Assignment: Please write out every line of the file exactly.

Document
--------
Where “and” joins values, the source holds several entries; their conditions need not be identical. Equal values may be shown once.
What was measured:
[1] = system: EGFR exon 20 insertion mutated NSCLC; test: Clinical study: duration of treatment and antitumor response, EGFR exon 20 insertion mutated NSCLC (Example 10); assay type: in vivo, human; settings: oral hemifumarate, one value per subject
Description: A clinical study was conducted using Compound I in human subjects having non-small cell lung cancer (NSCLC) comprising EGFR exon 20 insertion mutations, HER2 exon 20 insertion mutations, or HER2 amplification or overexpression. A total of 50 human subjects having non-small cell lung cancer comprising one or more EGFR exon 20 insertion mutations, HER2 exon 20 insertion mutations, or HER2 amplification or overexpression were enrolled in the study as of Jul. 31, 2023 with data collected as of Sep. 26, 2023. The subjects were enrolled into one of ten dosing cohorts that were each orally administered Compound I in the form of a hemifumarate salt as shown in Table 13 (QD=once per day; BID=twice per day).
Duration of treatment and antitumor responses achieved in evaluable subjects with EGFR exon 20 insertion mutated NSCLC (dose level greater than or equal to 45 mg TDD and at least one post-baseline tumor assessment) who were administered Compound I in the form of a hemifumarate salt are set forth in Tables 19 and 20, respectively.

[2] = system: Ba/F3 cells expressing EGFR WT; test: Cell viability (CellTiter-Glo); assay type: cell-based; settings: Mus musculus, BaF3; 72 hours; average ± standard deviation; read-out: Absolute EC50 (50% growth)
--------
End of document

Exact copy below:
Where “and” joins values, the source holds several entries; their conditions need not be identical. Equal values may be shown once.
What was measured:
[1] = system: EGFR exon 20 insertion mutated NSCLC; test: Clinical study: duration of treatment and antitumor response, EGFR exon 20 insertion mutated NSCLC (Example 10); assay type: in vivo, human; settings: oral hemifumarate, one value per subject
Description: A clinical study was conducted using Compound I in human subjects having non-small cell lung cancer (NSCLC) comprising EGFR exon 20 insertion mutations, HER2 exon 20 insertion mutations, or HER2 amplification or overexpression. A total of 50 human subjects having non-small cell lung cancer comprising one or more EGFR exon 20 insertion mutations, HER2 exon 20 insertion mutations, or HER2 amplification or overexpression were enrolled in the study as of Jul. 31, 2023 with data collected as of Sep. 26, 2023. The subjects were enrolled into one of ten dosing cohorts that were each orally administered Compound I in the form of a hemifumarate salt as shown in Table 13 (QD=once per day; BID=twice per day).
Duration of treatment and antitumor responses achieved in evaluable subjects with EGFR exon 20 insertion mutated NSCLC (dose level greater than or equal to 45 mg TDD and at least one post-baseline tumor assessment) who were administered Compound I in the form of a hemifumarate salt are set forth in Tables 19 and 20, respectively.

[2] = system: Ba/F3 cells expressing EGFR WT; test: Cell viability (CellTiter-Glo); assay type: cell-based; settings: Mus musculus, BaF3; 72 hours; average ± standard deviation; read-out: Absolute EC50 (50% growth)